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Nursing Shortage: How it Effects Nurse Management & Leaders - Case Study Example

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This paper "Nursing Shortage: How it Effects Nurse Management & Leaders" discusses the problem of a nursing shortage that is being experienced for some time now and is expected to continue for a considerable period of time. This has had its impact on the nursing profession as a whole…
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Nursing Shortage: How it Effects Nurse Management & Leaders
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Download file to see previous pages Nearly twenty percent of the hospitals in 2001 had registered nurse vacancy rates in excess of twenty percent. The survey conducted on behalf of the American Hospital Association in 2001 showed that 126,000 full-time registered nurse positions were not filled. The following year in 2002 the U.S. Department of Health and Human Services that the number of states in the United States of America experiencing registered nurse shortages had gone up to thirty. The consequences of the shortage of nurses on the nursing professionals as evaluated by studies showing that the nursing professionals were experiencing burnouts, stress, and lack of job satisfaction, which was likely to compound the issue of shortage of nursing professionals. The current extended run of a shortage of nursing professionals suggests the likelihood of shortage of nursing professionals to remain as a problem in the healthcare sector for a considerable period of time. This suggests that the shortage of nursing professionals being experienced is likely to last for more time has implications for nursing management and leaders in nursing in the requirement to cope with the situation and continue to provide efficient nursing care in the health care sector. (Buerhas, Donelan, Ulrich, Norman & Dittus, 2005).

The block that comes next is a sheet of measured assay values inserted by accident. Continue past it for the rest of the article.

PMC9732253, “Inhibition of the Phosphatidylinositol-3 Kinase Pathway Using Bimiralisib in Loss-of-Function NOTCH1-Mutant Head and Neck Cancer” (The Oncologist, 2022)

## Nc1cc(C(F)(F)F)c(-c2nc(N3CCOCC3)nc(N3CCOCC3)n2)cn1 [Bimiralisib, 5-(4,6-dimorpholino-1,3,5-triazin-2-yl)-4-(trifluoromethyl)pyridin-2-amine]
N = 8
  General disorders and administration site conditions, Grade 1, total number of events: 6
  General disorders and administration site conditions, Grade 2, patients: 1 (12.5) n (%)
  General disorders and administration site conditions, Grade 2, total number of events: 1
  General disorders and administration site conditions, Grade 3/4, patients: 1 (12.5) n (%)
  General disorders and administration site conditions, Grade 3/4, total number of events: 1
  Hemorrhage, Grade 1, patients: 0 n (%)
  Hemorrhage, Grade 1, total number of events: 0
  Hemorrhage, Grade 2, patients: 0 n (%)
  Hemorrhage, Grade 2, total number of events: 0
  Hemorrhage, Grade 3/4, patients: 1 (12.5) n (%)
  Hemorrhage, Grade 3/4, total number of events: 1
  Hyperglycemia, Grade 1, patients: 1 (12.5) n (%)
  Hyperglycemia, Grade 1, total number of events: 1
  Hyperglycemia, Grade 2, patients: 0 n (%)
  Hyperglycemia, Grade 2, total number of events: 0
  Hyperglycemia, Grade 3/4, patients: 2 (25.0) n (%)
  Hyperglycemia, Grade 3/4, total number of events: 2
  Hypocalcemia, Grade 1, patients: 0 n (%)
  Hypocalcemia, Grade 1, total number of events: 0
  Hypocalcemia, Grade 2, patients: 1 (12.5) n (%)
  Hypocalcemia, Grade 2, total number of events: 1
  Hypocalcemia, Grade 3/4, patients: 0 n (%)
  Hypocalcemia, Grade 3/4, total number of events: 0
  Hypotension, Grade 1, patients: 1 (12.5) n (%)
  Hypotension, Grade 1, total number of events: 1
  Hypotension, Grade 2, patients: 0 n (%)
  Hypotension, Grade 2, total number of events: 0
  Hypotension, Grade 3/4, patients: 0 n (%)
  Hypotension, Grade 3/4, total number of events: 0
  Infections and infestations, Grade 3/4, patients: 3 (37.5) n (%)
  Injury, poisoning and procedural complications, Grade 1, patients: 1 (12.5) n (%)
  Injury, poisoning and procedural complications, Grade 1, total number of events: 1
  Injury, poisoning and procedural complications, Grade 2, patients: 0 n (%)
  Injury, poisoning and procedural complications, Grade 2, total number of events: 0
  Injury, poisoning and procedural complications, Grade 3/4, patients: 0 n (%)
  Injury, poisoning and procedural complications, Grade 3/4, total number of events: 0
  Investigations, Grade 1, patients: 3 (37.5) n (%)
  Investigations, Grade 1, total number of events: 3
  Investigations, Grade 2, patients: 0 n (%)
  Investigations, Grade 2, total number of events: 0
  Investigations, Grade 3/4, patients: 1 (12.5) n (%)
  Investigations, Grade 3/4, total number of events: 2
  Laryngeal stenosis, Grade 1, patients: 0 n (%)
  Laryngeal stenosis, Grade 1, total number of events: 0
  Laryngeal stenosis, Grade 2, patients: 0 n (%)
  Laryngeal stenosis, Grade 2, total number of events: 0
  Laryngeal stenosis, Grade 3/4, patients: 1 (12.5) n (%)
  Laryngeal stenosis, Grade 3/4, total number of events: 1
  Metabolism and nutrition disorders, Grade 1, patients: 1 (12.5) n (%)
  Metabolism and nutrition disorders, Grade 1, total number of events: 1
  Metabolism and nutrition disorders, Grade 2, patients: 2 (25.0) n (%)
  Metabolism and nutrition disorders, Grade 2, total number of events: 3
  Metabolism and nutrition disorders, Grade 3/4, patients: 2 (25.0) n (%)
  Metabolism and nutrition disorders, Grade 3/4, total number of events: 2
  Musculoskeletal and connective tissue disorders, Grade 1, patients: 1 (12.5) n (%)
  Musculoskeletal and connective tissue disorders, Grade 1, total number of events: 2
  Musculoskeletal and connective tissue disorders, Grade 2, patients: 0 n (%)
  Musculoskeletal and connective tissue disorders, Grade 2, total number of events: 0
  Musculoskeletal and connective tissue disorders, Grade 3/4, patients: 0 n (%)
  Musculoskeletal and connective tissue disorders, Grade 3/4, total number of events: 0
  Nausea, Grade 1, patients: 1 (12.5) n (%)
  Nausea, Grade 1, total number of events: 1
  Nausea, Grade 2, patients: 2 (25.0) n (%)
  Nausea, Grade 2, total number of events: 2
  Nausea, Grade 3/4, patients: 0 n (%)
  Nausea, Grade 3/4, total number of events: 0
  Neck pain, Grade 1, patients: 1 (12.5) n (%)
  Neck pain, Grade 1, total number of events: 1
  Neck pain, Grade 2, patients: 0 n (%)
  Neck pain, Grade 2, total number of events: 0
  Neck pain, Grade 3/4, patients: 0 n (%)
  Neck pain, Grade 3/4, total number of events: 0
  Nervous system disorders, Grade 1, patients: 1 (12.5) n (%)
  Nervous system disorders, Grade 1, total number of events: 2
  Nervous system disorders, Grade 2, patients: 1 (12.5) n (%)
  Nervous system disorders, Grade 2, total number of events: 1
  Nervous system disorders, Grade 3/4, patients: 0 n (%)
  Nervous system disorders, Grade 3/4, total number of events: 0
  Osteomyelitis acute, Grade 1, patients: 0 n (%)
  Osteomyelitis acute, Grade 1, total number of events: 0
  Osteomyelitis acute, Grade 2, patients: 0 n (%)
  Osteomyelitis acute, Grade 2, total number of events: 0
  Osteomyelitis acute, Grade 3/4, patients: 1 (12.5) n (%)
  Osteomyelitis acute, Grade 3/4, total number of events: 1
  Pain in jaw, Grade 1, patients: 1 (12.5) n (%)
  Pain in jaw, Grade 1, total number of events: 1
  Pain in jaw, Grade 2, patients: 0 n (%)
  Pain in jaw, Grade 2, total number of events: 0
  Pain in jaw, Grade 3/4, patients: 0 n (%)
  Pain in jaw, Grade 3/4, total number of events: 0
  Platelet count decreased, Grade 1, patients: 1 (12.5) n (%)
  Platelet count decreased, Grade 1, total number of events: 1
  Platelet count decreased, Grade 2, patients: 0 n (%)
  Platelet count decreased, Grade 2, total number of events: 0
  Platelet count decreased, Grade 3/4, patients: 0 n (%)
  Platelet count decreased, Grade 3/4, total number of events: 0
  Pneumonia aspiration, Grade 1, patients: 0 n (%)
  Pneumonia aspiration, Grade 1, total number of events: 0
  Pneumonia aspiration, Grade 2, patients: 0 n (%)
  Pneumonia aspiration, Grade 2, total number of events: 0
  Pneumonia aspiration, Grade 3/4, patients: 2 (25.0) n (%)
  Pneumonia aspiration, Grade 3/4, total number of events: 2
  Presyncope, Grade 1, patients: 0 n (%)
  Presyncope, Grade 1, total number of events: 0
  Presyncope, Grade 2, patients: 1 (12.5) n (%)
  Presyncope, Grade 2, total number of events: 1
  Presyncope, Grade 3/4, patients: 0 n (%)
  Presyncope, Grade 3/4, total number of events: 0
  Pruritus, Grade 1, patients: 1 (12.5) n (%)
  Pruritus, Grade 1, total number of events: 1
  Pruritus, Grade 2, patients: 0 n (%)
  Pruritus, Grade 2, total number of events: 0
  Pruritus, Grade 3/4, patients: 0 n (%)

The shortage of nursing professionals has eased to a limited extent in the recent couple of years, as a result of the increased salaries and import of foreign-trained nurses from the lesser developed countries. However, Shirey, 2006, claims that this easing in the shortage of nursing professions is only temporary and uses research estimates to suggest that the United States of America is in the midst of one of the most crippling nursing shortages in its history, with the projections of this shortfall in nursing to rise to twenty percent of the demand for nursing professionals by 2020, which in sheer numbers means that there will be a shortfall of as many as 800,000 registered nurses, which is a staggering figure (Shirey. 2006). ...Download file to see next pagesRead More
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